Friday, July 03, 2009

What It Takes To Earn A Buck In China

Several months ago, Z and I decided to undertake a little project. We had noticed that several places in our neighborhood collect bottles and take them to bigger recycling centers in Beijing. People collect bottles as a source of income, which you will notice if you are at any major tourist spot in China. Older men and women spend their time rooting through garbage cans and asking tourists for their bottles for this purpose.

So Z and I decided we would collect bottles just from our house, when we remembered to keep them out of the recycling bin, and take them to one of the recycling stations when we had the chance. Well, last week, we finally emptied out the cabinet in my room. We loaded close to a hundred bottles into a big tarp bag, and headed for the nearest bottle exchange business.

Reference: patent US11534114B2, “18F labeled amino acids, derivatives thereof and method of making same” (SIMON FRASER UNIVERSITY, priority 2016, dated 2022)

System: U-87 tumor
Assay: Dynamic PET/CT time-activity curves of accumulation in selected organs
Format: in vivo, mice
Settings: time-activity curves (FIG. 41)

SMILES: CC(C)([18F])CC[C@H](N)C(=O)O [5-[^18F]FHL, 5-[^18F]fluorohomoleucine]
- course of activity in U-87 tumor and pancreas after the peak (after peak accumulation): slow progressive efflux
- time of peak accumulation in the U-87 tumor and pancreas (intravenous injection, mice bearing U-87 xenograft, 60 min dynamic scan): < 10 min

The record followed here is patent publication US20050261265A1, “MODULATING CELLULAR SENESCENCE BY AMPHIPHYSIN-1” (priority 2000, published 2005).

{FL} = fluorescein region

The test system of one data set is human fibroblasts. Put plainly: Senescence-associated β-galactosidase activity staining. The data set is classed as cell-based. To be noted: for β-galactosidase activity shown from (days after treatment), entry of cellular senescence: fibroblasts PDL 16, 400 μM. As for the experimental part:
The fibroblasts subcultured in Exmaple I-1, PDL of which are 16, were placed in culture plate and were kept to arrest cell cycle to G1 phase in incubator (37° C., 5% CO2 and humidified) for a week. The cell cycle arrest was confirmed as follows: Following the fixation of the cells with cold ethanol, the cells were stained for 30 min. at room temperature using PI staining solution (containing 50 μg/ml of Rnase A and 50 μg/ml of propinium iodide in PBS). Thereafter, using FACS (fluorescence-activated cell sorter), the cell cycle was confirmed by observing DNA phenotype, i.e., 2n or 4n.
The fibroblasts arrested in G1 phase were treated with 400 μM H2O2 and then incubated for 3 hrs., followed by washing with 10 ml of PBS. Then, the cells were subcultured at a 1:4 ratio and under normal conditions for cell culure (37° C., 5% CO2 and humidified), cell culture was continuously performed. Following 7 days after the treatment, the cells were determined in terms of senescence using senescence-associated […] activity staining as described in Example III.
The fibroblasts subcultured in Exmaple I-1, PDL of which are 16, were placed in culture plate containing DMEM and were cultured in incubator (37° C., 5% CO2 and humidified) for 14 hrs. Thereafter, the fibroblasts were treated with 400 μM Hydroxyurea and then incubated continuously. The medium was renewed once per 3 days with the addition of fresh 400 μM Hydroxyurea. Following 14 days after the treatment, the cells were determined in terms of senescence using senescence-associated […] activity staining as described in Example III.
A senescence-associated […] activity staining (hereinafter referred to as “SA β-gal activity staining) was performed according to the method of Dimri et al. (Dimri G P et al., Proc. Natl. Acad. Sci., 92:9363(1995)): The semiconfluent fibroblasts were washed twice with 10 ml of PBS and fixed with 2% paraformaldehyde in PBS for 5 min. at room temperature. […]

On the way down the stairs, we were hypothesizing how much money a bag full of bottles might be worth. We guessed as high as twenty kuai and as low as two kuai. As the lady pulled bottle after bottle out of the bag, and I snapped some pictures (you know we were thinking ahead about this blog!), Z and I kept thinking the total must be at least reaching ten, fifteen kuai by now.

Well, the magic number...six kuai (about a buck). Each small bottle was worth six fen (that is about a penny) and each big one was worth one mao (that is almost two pennies!).

While Z and I definitely can't go on a shopping spree, the greater gain was in the lesson we learned. It isn't easy to make a dollar a day here, but that is maybe what some people are living on.


PS: We have decided to keep up our bottle collection for a few kuai a week!


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